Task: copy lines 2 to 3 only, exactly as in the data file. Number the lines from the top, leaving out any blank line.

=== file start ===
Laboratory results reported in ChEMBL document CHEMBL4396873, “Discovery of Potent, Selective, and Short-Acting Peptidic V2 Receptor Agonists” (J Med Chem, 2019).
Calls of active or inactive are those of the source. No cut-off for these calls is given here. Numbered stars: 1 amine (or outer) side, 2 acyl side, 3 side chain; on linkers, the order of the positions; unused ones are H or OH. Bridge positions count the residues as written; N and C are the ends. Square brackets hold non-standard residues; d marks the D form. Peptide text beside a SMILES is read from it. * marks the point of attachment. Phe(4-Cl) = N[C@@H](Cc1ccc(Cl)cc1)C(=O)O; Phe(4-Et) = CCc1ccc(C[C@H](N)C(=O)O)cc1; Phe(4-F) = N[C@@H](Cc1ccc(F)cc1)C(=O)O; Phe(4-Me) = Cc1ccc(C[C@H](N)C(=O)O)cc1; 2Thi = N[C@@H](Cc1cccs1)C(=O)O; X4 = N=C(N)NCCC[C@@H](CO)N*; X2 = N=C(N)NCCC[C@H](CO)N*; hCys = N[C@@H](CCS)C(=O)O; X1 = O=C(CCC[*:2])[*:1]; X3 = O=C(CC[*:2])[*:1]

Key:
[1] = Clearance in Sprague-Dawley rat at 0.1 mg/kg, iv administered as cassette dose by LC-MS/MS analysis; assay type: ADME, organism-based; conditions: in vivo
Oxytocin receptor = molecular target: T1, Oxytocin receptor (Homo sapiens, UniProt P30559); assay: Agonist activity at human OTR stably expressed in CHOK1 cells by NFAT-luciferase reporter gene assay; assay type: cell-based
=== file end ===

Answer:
Calls of active or inactive are those of the source. No cut-off for these calls is given here. Numbered stars: 1 amine (or outer) side, 2 acyl side, 3 side chain; on linkers, the order of the positions; unused ones are H or OH. Bridge positions count the residues as written; N and C are the ends. Square brackets hold non-standard residues; d marks the D form. Peptide text beside a SMILES is read from it. * marks the point of attachment. Phe(4-Cl) = N[C@@H](Cc1ccc(Cl)cc1)C(=O)O; Phe(4-Et) = CCc1ccc(C[C@H](N)C(=O)O)cc1; Phe(4-F) = N[C@@H](Cc1ccc(F)cc1)C(=O)O; Phe(4-Me) = Cc1ccc(C[C@H](N)C(=O)O)cc1; 2Thi = N[C@@H](Cc1cccs1)C(=O)O; X4 = N=C(N)NCCC[C@@H](CO)N*; X2 = N=C(N)NCCC[C@H](CO)N*; hCys = N[C@@H](CCS)C(=O)O; X1 = O=C(CCC[*:2])[*:1]; X3 = O=C(CC[*:2])[*:1]

Key: